Sunday, March 11, 2007

Finally catching up with the backlog of blogs – 3 in one day! it has been an incredibly busy few weeks, writing papers and book chapters almost constantly. Like the labours of Hercules, no matter how much you do there is always more. I did have a short break from writing the week before last, when Dave Leon, Vladimir Shkolnikov, and I went to Moscow to participate in a conference on alcohol in Russia. Our work has highlighted the very important role played by technical, or surrogate alcohols in the Russian mortality crisis. Readers will have to wait to read the full results in the Lancet but their importance is now beyond any reasonable doubt. These are things like aftershaves (odekolon), medicinal tinctures, and firelighting liquids. Shortly after we presented our initial findings to the Russian Presidential Administration, new laws were introduced to clamp down on the sales of aftershaves. These are sold in brightly coloured 250 ml bottles. Although labelled “for external use only” everyone knows they are really for drinking. Initial evidence suggests that the new law is working. It seems much more difficult to obtain the aftershaves. Unfortunately, it did address the sale of medicinal tinctures and it now seems that these are being consumed in larger amounts than ever. An unfortunate side effect was that people unable to get aftershave turned to antiseptics, many of which contained highly toxic substances (as we showed in an earlier paper, the aftershaves are pure 95% ethanol – a few contain some lemon scent but most don’t even have that).

Photos of odekolons bought in Russia

There are also very encouraging signs from some individual cities in Russia. We heard a fascinating story about the so-called “sober cities” in Sverdlovsk region, where a NGO has taken the lead, essentially forcing the police to take action. They knew that this would be difficult when, just after they started working, they diverted a truck full of surrogate spirits to the yard of a police station late one night. They checked it in and returned the next morning to ensure that the police were acting on it. The truck was gone and none of the police could “remember” seeing it. Now they are much more careful.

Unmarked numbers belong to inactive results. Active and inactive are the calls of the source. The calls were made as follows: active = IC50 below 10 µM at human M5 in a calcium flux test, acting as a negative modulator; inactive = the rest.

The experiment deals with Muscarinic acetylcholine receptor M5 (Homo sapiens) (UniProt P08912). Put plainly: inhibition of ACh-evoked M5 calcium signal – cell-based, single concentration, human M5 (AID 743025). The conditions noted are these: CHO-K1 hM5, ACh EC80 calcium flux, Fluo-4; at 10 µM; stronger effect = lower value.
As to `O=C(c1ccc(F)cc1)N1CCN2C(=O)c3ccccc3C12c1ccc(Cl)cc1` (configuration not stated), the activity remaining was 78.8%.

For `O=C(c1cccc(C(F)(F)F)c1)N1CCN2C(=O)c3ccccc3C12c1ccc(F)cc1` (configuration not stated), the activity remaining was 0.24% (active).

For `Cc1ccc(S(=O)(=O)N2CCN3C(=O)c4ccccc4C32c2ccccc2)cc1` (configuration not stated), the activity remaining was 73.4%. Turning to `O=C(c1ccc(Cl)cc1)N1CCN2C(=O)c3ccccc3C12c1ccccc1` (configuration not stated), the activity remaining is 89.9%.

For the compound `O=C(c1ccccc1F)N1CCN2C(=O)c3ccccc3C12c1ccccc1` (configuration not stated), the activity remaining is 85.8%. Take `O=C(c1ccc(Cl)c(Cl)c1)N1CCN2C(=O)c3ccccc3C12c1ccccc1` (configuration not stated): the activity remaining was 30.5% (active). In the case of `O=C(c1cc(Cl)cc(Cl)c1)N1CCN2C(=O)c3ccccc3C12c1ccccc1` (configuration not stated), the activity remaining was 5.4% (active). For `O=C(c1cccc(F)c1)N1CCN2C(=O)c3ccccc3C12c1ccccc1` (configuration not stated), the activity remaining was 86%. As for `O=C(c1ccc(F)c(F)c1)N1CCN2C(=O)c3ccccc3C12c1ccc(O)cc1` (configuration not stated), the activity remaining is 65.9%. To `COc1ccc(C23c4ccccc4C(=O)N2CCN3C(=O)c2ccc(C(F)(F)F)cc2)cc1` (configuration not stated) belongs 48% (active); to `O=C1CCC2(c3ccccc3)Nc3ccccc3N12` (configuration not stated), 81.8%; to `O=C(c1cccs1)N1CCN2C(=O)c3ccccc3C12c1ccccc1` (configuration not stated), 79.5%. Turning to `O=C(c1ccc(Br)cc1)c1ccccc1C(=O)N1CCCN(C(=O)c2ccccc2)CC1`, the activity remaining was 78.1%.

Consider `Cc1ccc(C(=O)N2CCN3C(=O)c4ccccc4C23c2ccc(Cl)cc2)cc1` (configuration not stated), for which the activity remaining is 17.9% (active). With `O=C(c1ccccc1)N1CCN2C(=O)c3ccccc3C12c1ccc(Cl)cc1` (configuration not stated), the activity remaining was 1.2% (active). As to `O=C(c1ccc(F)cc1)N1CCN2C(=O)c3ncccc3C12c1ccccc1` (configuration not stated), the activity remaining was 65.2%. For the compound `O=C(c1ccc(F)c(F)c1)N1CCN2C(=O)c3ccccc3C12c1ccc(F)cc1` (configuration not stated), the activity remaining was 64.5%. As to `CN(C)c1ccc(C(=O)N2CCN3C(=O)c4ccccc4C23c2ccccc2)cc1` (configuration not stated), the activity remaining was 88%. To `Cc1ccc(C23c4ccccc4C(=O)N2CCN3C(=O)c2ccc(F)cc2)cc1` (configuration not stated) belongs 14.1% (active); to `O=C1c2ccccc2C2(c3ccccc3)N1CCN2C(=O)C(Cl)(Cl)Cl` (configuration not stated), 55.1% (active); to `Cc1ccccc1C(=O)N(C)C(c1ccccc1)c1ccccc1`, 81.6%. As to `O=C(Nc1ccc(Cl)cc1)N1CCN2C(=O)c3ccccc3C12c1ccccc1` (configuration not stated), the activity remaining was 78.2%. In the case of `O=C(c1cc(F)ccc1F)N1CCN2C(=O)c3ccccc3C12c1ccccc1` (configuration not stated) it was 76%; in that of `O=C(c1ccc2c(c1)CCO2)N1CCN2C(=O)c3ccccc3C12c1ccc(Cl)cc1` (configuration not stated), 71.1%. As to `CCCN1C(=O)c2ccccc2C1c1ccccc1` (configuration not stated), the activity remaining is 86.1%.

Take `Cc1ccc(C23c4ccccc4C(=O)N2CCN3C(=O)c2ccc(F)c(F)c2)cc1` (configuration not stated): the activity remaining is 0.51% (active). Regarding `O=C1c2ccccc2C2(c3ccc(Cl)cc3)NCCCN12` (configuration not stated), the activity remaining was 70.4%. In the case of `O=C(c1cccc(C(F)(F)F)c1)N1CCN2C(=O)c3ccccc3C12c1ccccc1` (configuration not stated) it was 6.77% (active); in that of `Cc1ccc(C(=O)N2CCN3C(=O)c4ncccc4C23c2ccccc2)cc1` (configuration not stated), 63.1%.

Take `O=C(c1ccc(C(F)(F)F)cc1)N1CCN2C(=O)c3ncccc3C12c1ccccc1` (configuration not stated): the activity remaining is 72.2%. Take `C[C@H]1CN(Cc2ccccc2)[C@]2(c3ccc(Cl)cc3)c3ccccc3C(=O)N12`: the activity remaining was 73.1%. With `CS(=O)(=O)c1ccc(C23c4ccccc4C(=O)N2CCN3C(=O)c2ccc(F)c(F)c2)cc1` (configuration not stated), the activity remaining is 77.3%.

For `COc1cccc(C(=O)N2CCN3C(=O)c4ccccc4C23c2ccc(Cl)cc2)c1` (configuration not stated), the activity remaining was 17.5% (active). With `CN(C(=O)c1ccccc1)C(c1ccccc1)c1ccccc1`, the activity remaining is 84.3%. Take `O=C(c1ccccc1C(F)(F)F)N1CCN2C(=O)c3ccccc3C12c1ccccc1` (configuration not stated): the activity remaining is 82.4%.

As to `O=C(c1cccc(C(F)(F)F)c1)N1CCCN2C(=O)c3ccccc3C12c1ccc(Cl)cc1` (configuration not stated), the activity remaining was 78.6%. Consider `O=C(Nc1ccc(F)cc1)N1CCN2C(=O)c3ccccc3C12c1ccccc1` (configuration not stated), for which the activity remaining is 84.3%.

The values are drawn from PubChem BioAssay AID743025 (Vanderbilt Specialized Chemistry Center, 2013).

The path ahead will be very difficult, but it is a pleasant change to fly out of Moscow with a real sense that things are changing for the better.
I seem to be starting too many blogs with the phrase “you couldn’t make it up”. Unfortunately, it so often seems to be the only thing to say. This time it was the revelation, in a previously classified report, that in 2002 the UK Ministry of Defence had spent £18,000 on a study to see whether psychics could discover what was in sealed brown envelopes. Strictly the study was compromised because the original protocol specified that the subjects should be “known” psychics but unfortunately when they contacted people who advertised their possession of these skills they were reluctant to put their skills to the test. The Ministry then recruited some “normal” volunteers. They promptly failed comprehensively to discover what was in the envelopes. What a surpise! It rather reminds one of the cartoon of the fortune teller’s stall bearing a sign “closed due to unexpected illness”.
Of course, it is not only the British Defence Ministry that engages in bizarre studies such as this. A recent book by Jon Ronson revealed the existence of a once secret US military unit engaged in a major programme of psychic and (pseudo-) psychological research. His book was entitled “
The men who stare at goats” because of the extensive use made by the researchers of goats whose vocal cords had been severed to stop them bleating. The idea was that if you trained yourself sufficiently intensely then you would be able to kill a goat (or in fact any other creature, including a human) simply by staring at it. Of course the military unit that dreamed this idea up didn’t stop there. One of its senior officers was convinced that if he could only get his mind into the right state he could walk through walls. He tried repeatedly but, amazingly, only ended up with a headache and a bruised nose.